Here is an explanation of WikiTheology. For similar posts, see why we have armswhy we don’t eat snowy owlswhy Hell might not be what you think, maybe Jesus just being overly dramatic, and why your stomach still growls.

Question: The culture that Jesus lived in is so different than ours. How can we know that everything he said then is culturally relevant for today?

Text where it stems from: The sermon on the mount (Matthew 5-7)

Me: Are there some commands that Jesus gave to his disciples that are not relevant for us? Yes! For example, he told the disciples to not go to certain cities. He told individuals to not tell others about him. He told people to pay their taxes to Cesar. He told his disciples to meet him in Galilee. None of those things are relevant to us. But does that mean that nothing is relevant for us? I think we would all say “No. There is much that is relevant for us!”

But how do we know the difference between what is relevant to us in the 21st century and what was only relevant to those standing beside Jesus in the 1st century, or even those who were listening to Moses in the 15th century before Christ, and what is relevant for us today? This question is part of what we call Hermeneutics, or “the discipline that studies theories of interpretation” (Arthur G. Patzia and Anthony J. Petrotta, Pocket Dictionary of Biblical Studies (Downers Grove, IL: InterVarsity Press, 2002, 56).

The Bible is a collection of 66 books written over the span of more than 1500 years by 40 authors. We also recognize that this collection we “Scripture” is inspired by God, or given to us by God himself through human authors (2 Tim 3:16). We must take into account both the diversity and unity of authorship. Because of the nature of this revelation we must as well acknowledge its time-bound and timeless nature. This is distinct from other faiths such as Islam.

Given the nature of the Bible, when we come to a certain text we must come to it as though we were three different audiences. We ask ourselves, “How would I have understood this if I were the original audience?” Then we ask, “What does this reveal in a timeless way about God and mankind throughout all history?” And finally we can ask, “How does this apply to me as part of the present audience?”

[This mashup of the COMA questions and the Flow of Bible study did not originate with us. See One to One Bible Reading by Helm and also this post by Michael Patton]

You may think, but that sounds like a lot of work! Yes. Yes it is. The Bible is a big book, and if we don’t take our reading of it seriously we could arrive at the point of where we are sacrificing goats and chickens, or rejecting the whole book outright. For example, you may have heard statements such as, “If you are going to say that a certain sexual behavior is wrong, you can’t eat pork either because Leviticus says you can’t!” Given what you have read, how would you respond?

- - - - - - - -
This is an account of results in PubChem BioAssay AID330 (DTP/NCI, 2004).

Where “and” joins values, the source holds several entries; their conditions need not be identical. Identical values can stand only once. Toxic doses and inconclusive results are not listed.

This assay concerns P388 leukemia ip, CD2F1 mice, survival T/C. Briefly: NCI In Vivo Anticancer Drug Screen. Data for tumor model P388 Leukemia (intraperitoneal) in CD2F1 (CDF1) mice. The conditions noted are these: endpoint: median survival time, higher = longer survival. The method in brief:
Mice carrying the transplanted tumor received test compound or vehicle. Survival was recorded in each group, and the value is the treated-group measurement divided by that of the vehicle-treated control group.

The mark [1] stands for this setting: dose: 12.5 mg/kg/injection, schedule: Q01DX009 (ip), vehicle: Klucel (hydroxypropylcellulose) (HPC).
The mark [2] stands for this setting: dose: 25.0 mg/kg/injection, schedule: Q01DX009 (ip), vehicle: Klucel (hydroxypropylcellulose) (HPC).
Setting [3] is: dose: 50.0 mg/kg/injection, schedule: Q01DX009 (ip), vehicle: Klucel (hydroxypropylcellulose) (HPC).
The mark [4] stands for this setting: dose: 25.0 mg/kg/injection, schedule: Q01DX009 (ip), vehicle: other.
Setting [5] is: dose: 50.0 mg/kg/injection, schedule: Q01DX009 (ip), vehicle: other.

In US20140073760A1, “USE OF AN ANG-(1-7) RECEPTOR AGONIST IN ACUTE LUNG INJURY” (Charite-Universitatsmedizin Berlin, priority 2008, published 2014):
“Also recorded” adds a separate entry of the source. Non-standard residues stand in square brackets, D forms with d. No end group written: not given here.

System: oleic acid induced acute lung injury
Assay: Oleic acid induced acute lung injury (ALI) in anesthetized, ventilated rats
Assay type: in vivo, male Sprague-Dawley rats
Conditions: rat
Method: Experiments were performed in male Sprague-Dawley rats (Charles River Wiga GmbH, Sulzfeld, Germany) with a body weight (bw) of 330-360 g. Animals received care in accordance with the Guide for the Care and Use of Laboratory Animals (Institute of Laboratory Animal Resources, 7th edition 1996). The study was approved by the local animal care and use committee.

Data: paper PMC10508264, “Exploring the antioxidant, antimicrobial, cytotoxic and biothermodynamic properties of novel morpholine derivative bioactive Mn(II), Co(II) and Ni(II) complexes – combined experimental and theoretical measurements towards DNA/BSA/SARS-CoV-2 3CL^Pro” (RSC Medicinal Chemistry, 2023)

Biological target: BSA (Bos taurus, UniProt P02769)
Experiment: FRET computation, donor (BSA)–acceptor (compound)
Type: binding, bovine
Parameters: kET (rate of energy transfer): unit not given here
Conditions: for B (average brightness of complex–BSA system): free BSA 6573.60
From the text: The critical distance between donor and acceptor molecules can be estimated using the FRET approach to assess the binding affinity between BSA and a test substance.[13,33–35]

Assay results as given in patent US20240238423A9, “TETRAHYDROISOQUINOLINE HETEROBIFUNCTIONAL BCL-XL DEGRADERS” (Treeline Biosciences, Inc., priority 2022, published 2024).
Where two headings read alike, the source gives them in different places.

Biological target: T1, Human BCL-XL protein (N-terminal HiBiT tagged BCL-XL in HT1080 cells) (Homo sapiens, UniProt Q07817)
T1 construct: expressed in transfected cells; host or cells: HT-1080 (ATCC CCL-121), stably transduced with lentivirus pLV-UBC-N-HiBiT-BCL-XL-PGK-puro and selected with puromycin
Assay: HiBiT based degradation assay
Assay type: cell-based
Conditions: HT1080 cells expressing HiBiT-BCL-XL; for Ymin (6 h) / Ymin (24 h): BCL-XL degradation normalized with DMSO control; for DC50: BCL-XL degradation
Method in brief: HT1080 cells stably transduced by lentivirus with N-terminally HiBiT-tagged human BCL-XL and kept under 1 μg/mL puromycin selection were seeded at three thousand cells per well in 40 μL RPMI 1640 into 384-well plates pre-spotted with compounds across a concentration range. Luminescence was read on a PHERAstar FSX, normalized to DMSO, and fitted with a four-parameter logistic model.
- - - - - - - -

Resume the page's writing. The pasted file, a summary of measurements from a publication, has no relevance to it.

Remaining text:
So, was the culture of Jesus different than ours? Certainly. Does this mean that nothing is relevant for us? Absolutely not. The words of Jesus, and all of Scripture as the revelation of God, are essential to our life and godliness (2 Peter 1), and although they are difficult to understand at times (2 Peter 3), they are the words of life (John 6).

Si la cultura de Jesús fue tan diferente de la nuestra ¿cómo sabemos que sus palabras son relevantes para nosotros?

¿Hay algunos mandatos que Jesús dio a sus discípulos que no son relevantes para nosotros? ¡Sí! Por ejemplo, dijo a sus discípulos no ir a algunas ciudades. Dijo a algunos no hablar de él a otros. Dijo que todos deben pagar sus impuestos al Cesar. Mandó que sus discípulos fuesen a Galilea para reunirse con él. Ninguno de estos son “relevantes” para nosotros. ¿Pero significa que no hay nada relevante para nosotros? Creo que todos de nosotros diríamos “No. Hay mucho que es relevante para nosotros.”

Pero nos lleva a otra pregunta. ¿Cómo sabemos la diferencia entre lo que es relevante para nosotros en el siglo XXI y lo que fue relevante solo para ellos de pie al lado de Jesús en el siglo I, o incluso a ellos escuchando a Moises en el siglo XV antes de Cristo? Esta pregunta es parte de lo que llamas Hermenéutica, o, “la disciplina que estudia las teorías de interpretación” (Arthur G. Patzia and Anthony J. Petrotta, Pocket Dictionary of Biblical Studies (Downers Grove, IL: InterVarsity Press, 2002, 56).